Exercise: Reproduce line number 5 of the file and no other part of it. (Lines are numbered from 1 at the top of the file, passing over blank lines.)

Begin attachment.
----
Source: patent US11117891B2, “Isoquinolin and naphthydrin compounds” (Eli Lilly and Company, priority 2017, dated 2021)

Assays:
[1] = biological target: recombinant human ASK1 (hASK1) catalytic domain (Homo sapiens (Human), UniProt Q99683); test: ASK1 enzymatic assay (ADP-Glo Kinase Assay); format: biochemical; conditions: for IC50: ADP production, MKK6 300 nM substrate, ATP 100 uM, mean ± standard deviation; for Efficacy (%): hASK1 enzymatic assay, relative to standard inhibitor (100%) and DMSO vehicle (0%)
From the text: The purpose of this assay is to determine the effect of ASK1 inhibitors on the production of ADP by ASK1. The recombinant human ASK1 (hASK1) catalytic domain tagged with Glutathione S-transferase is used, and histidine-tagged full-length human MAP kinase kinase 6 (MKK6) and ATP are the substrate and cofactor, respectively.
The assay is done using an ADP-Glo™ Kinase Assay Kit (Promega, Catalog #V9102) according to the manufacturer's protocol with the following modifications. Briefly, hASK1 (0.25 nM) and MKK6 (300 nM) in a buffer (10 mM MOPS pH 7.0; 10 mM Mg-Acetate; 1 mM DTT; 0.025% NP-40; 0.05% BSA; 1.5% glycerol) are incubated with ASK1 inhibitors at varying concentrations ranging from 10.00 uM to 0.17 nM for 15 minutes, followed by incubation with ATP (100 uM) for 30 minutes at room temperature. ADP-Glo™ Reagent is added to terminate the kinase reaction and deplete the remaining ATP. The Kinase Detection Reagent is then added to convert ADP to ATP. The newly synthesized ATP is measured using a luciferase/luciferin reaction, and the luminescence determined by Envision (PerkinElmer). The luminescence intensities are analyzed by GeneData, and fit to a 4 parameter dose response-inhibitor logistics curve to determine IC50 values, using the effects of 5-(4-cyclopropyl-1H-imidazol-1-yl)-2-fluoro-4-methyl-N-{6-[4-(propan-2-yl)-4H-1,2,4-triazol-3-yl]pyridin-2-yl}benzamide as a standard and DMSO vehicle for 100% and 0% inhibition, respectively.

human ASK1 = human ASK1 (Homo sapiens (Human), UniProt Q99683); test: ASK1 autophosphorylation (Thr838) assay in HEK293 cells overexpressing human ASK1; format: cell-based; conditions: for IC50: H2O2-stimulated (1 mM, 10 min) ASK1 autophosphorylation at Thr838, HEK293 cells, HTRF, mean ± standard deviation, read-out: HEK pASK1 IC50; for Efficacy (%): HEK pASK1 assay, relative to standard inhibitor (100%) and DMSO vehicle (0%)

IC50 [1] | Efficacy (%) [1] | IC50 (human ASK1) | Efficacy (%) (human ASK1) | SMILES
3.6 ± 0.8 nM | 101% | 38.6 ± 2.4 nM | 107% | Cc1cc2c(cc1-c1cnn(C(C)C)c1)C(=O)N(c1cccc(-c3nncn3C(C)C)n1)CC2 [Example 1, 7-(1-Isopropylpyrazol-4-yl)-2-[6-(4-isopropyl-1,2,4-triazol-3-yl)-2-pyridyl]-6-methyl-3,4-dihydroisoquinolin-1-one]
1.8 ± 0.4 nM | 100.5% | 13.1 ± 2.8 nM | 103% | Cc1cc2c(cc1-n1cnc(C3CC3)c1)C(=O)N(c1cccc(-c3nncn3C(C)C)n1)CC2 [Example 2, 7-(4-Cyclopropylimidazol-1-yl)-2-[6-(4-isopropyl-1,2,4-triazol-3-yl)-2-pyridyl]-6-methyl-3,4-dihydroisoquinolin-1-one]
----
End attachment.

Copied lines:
The assay is done using an ADP-Glo™ Kinase Assay Kit (Promega, Catalog #V9102) according to the manufacturer's protocol with the following modifications. Briefly, hASK1 (0.25 nM) and MKK6 (300 nM) in a buffer (10 mM MOPS pH 7.0; 10 mM Mg-Acetate; 1 mM DTT; 0.025% NP-40; 0.05% BSA; 1.5% glycerol) are incubated with ASK1 inhibitors at varying concentrations ranging from 10.00 uM to 0.17 nM for 15 minutes, followed by incubation with ATP (100 uM) for 30 minutes at room temperature. ADP-Glo™ Reagent is added to terminate the kinase reaction and deplete the remaining ATP. The Kinase Detection Reagent is then added to convert ADP to ATP. The newly synthesized ATP is measured using a luciferase/luciferin reaction, and the luminescence determined by Envision (PerkinElmer). The luminescence intensities are analyzed by GeneData, and fit to a 4 parameter dose response-inhibitor logistics curve to determine IC50 values, using the effects of 5-(4-cyclopropyl-1H-imidazol-1-yl)-2-fluoro-4-methyl-N-{6-[4-(propan-2-yl)-4H-1,2,4-triazol-3-yl]pyridin-2-yl}benzamide as a standard and DMSO vehicle for 100% and 0% inhibition, respectively.